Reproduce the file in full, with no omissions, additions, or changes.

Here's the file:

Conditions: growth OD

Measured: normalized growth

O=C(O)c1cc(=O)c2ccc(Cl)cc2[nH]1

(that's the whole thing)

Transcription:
Conditions: growth OD

Measured: normalized growth

O=C(O)c1cc(=O)c2ccc(Cl)cc2[nH]1